There’s a new whale in town

I’m going to take some time today to talk about CETEIcean, a new library that Raff Viglianti of MITH and I have been working on. We just pushed out the latest release this morning. CETEIcean grows out of work I’ve been doing for the Digital Latin Library to enable the online presentation of critical editions of Latin texts. Instead of transforming TEI XML into HTML for rendering in a browser, it does a 1::1 conversion of the XML into HTML Custom Elements. In practice what that means is that TEI tags, e.g. <text>, get turned into tags that look like <tei-text> and these can be registered with the browser so that it treats them as HTML. What this enables, in browsers that support it, is for the appearance and function of elements to be customized using CSS and JavaScript. For example, a <ref> element can be displayed as an HTML link, and when it’s clicked, the browser goes to the URL in its `@target` attribute.

CETEIcean does all this by using the emerging Web Components standards in browsers where they’re available, and falling back to plain old Javascript DOM manipulation where they aren’t. This means you should get the same behaviors in most browsers. It is something of a departure from normal TEI practice in that it doesn’t use any XSLT at all. TEI’s relationship with XSLT is a bit fraught: on the one hand, it’s indispensable, you pretty much have to do some sort of transformation on a TEI text to make it usable for your purpose, whether that purpose is to publish it on the web, to turn it into print-ready PDF, or to extract some information from it for further processing. On the other hand, particularly as it pertains to the web, XSLT is a niche technology that is mostly frozen in the state it was in 15 years ago. Browsers only support XSLT 1.0, and while XSLT itself has progressed through versions 2.0 and 3.0, support for those comes in the form of partially-to-entirely proprietary software. You can do XSLT 2.0 in the browser via Saxon-CE, but it is extremely clunky, and the recently announced XSLT 3.0 browser support via Saxon-JS requires a commercial version of Saxon to compile the stylesheets. There’s nothing wrong with selling software, of course, but it is a problem from the point of view of a primarily academic community that promulgates standards, distributes tools for working with those standards, and tries to foster collaboration in the development and improvement of those tools and standards. Or, to put it another way, I’m not going to distribute code or data that requires users to buy a software package to work with it, and the TEI isn’t either. XSLT 1.0 had a robust set of open and closed software support. 2.0’s support was much narrower, with some proprietary implementations and a single, partial (though robust) Open Source implementation from Saxonica. XSLT 3.0 looks to have no OSS implementation at all. So from my perspective, XSLT is still a useful technology, but one that isn’t aging well.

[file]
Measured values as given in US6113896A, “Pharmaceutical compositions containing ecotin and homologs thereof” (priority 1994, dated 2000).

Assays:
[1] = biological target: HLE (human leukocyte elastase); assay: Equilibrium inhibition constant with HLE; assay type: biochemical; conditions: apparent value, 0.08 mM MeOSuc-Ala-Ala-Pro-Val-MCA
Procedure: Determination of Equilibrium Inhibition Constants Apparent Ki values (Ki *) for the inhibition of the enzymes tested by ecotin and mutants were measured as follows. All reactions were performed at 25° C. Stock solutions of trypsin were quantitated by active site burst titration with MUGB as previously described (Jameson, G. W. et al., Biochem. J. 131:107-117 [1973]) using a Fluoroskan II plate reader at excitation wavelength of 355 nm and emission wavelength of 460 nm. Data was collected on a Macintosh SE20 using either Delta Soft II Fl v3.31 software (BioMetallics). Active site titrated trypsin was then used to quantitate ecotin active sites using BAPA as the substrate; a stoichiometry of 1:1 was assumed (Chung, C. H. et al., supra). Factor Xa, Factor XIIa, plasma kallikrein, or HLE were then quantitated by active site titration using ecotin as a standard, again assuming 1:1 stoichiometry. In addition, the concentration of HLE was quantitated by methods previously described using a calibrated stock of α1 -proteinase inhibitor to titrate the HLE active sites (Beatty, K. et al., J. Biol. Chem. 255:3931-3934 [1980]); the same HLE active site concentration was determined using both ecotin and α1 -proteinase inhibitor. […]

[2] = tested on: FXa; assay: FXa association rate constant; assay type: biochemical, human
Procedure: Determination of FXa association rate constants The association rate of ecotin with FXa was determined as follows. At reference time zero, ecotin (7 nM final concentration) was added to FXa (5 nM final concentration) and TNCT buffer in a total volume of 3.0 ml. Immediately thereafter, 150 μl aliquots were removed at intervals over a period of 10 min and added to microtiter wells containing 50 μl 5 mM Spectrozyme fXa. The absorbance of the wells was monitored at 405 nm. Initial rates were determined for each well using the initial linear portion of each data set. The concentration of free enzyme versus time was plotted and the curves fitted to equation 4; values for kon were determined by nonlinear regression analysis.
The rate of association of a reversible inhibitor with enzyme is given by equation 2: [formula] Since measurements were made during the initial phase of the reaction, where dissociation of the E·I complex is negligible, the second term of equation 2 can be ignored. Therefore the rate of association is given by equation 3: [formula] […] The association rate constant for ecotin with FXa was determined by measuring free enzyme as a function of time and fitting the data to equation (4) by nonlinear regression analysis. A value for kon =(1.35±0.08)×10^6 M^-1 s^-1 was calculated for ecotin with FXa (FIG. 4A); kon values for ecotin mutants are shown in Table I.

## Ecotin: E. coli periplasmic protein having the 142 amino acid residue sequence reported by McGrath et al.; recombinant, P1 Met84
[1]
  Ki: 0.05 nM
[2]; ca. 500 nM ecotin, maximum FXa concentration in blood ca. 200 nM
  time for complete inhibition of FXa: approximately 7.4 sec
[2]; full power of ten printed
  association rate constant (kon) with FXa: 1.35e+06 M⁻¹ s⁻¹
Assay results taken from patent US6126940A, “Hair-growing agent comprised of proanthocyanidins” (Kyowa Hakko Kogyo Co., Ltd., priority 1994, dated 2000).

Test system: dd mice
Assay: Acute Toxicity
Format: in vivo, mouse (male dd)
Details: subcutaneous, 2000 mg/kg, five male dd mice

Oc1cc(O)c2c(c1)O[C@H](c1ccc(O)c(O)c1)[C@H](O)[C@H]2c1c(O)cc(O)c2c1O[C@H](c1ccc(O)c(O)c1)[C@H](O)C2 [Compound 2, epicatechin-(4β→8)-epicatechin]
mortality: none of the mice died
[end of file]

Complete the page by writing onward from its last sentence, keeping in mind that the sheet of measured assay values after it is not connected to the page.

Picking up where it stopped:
JavaScript/ECMAScript on the other hand, for all that there are flaws in the language, has an extremely robust community and ever-improving performance. Web browsers don’t seem to be on their way out either. These technologies seem like a better basis for new development in the markup publishing space. To use CETEIcean all you need is a TEI document as the source and to make an HTML wrapper with a bit of Javascript that includes the library and calls it to load the document. You can add your own CSS and your own behavioral customizations using very basic templates or JavaScript. Check out the demo page for examples.

One of the interesting implications of publishing TEI documents this way comes from the different affordances of the technologies. Using CETEIcean, the default behavior is for TEI to be displayed as it’s encoded, which puts some interesting constraints on how you might encode documents. To be sure, it’s perfectly possible to rearrange content using JavaScript, or to create derivative HTML markup. The DLL does this to generate an apparatus criticus from the inline <app> tags in the source, for example. But XSLT makes rearranging the source so simple that it’s almost the default behavior—you don’t really need to care about how things are laid out in the source because your transformation will just rewrite them for you. I’m coming to the conclusion though that this is not always a good thing, and that some of TEI’s constraints, the impact of which were smoothed over by XSLT’s transformative power, may lead you to model your texts in ways that are overly complicated. The other perhaps useful constraint CETEIcean provides is that it doesn’t let you throw away any of your text model. You can easily hide bits of your document using display: none in a CSS selector. But it will still be there and available, whereas with XSLT you tend to throw away the stuff you aren’t going to display. In DLL texts, we don’t display alternate witness readings in the main text, for example, but they’re still right there, and if you want to show an alternate reading instead of the base text, all you need do is turn the <rdg> into a <lem> and vice-versa. Having the full text model available in the browser means we can have functions that manipulate it in useful ways. The isomorphism of CETEIcean documents also means it should be possible to have things like robust annotation (since annotation targets should be able to be trivially mapped to the source documents) and in-browser editing (because we can easily turn the HTML back into TEI). In sum, it seem like this approach has a great deal of potential and starts to get us out of the cul-de-sac our XSLT dependency had put us in.

a collection of parts flying in loose formation